By: Christopher Dean, VP & GM, Media Cloud at Salesforce
Most of us love the adrenaline and awe that comes from attending a good live event. As we all know, over the past two years, consumers have had to trade in physical events for the digital delivery of their favorite sports, concerts, movies, and stage plays. For me personally, what I’ve missed most during the pandemic is taking my son to in-person San Francisco Giants and Red Sox games, especially for opening day.
Now, as many in-person experiences return, organizations need to resist the urge to chuck all the innovative solutions and programs they rolled out during the pandemic – because they offer long-term benefits.
In entertainment, for example, Hollywood survived the pandemic by releasing major films like Black Widow, Soul and Dune to streaming services and theaters concurrently. It was a risky approach, but it turns out, most U.S. adults actually prefer that – even with a higher price tag. As a result, major studios like Warner Bros., AMC, and Disney are busy forging deals to deliver more streamed content to HBO Max, Disney+, Netflix and other services next year.
The Sound of Virtual
Innovation is booming in the music industry as well. Whereas the old model provided concert-goers with two ways to see a live performance, in a stadium or through pay-per-view (PPV) on television sets, today the options are all over the map. For example, Swedish pop legend ABBA returns to the stage next May for the first time in 40 years. However, instead of actually physically being there, Agnetha Faltskog, Bjorn Ulvaeus, Benny Andersson and Anni-Frid Lyngstad will send younger, digital representations of themselves for a series of shows in a 3,000-seat London arena.
Musical artists are also increasingly showing up in unexpected places like video games. Twitch, for example, has been attracting top musicians like PostMalone and Snoop Dogg who stream performances in games. Twitch, which was acquired by Amazon in 2014, hosted 91 percent of all video game streamingcontent in 2020. It has since also become an outlet for known and unknown “video game composers” to find fans and make money. And it’s a huge part of what’s being called the “creator economy,” where almost anyone with a camera, microphone, PC, and Internet connection can create their own brand and online community via digital platforms.
But, virtual content isn’t just for relaxing, it has also paid dividends for professional purposes as well. Businesses — their employees and their customers — known for sponsoring major events also stand to benefit from virtual innovation rising out of the pandemic. Salesforce’s Dreamforce 2021 this year included a live outdoor, invite-only experience for 1,000 attendees. But most of the show was broadcasted globally on Salesforce+, a new streaming service the company launched to deliver compelling live and on-demand content for every job description, industry and line of business. Salesforce+ has already attracted a huge following. One program alone, for example, the 60-episode “Leading Through Change,” has attracted 700 million views since March 2020.
What these examples demonstrate is that companies innovating during the pandemic are creating models that will stand the test of time, while making content available to the masses rather than select groups.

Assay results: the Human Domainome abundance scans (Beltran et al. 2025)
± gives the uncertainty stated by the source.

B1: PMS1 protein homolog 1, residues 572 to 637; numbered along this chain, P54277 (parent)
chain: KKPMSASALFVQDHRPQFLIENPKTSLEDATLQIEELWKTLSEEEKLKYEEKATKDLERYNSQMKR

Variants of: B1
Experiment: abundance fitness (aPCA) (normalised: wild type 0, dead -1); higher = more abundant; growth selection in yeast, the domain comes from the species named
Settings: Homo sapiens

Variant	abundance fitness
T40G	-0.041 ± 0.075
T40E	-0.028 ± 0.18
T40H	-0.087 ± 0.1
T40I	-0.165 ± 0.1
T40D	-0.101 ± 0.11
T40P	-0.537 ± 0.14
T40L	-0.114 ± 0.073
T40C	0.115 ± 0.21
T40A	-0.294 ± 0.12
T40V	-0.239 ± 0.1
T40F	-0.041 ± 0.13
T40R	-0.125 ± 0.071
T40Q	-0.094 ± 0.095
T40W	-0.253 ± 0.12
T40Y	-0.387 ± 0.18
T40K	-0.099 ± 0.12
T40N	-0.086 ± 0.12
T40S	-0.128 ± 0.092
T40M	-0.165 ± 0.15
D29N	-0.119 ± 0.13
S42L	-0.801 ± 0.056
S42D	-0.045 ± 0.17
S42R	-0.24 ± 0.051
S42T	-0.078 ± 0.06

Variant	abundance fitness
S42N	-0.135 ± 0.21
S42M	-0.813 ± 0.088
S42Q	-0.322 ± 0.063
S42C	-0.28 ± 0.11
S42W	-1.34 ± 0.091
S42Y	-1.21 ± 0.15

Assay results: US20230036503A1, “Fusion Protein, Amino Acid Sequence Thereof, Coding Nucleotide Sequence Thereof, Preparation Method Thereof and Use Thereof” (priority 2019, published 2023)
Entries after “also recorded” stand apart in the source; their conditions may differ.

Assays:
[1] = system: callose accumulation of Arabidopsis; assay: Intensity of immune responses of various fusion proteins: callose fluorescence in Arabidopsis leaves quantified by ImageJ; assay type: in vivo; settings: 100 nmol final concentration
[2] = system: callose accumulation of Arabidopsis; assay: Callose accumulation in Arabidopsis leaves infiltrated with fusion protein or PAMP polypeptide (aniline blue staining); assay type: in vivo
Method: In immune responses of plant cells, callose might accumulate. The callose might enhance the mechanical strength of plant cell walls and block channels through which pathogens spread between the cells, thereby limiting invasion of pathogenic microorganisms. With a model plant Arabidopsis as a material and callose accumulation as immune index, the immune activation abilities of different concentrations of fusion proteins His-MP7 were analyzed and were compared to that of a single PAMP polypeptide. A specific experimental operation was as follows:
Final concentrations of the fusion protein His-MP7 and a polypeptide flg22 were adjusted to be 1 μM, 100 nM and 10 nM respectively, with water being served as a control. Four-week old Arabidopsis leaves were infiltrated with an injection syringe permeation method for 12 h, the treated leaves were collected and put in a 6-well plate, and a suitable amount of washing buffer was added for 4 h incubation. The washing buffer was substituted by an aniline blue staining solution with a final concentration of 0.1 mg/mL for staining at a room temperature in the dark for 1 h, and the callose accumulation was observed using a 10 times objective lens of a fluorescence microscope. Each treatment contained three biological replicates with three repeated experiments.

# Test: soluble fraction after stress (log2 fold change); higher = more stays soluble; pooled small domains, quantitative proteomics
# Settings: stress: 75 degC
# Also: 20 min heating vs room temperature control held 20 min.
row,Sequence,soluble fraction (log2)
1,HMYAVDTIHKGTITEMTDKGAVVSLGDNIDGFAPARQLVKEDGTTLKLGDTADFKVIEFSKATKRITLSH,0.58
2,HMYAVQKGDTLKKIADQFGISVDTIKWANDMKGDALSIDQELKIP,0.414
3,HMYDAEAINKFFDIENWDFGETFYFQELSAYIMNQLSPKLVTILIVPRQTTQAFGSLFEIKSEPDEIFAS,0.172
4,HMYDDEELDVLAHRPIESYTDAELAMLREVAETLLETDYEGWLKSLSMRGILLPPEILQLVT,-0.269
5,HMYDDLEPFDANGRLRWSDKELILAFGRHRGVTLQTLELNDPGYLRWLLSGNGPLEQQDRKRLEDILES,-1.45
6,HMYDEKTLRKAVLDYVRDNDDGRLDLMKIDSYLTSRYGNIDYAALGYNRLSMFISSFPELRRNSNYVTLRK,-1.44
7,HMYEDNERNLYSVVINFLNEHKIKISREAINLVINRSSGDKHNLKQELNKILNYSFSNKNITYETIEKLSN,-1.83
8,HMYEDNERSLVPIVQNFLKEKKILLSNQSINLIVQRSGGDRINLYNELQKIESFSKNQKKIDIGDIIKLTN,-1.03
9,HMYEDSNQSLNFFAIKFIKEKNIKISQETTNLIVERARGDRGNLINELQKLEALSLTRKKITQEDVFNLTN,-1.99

Enhancing Future Experiences
Despite rapid progress during the pandemic, media and content providers will need to deploy more innovation to stay competitive in the future.
For example, imagine streaming a San Francisco 49ers game at home. Instead of merely pulling up an enhanced screen with a few interesting stats, an avid football fan could put on an augmented reality (AR) headset connected to hundreds of in-stadium cameras and microphones. Suddenly, instead of viewing flat 2D images, that same fan is transported to a rich 3D world in an actual arena seat. With a turn of the head or flick of the eye, they can see the game and surroundings from any perspective and angle.
The possibilities for digitally-streamed innovation are endless.
Consider this: in the pre-pandemic world, the most exclusive events often required buying a ticket for $400 or more, driving to a stadium, paying for gasoline and parking, fighting crowds to reach a seat, paying more for concessions and spending several more hours trying to get home. But today, with so many streamed events selling for less, it’s possible to save money and avoid the hassle. And for event promoters, it’s possible to increase your audience from thousands in a stadium to millions online or through hybrid models.
What’s more, consumers can still enjoy that crowd experience by partaking in another recent trend – watch parties and “teleparties”– where friends, family and colleagues gather on digital platforms to watch a program, while sharing refreshments and conversation. Watch parties appear poised to become big business. In fact, Twitter and ViacomCBS recently inked aglobal content deal to host “Twitter Watch Parties” for Paramount+ TV shows.
More than any time in recent memory, the technology, business model, and demand all finally exist to profitably bring virtual entertainment into living rooms around the world. So, rather than taking its foot off the gas when the pandemic ebbs, the industry needs to keep racing ahead to take customer experiences – and their bottom lines – to new heights.
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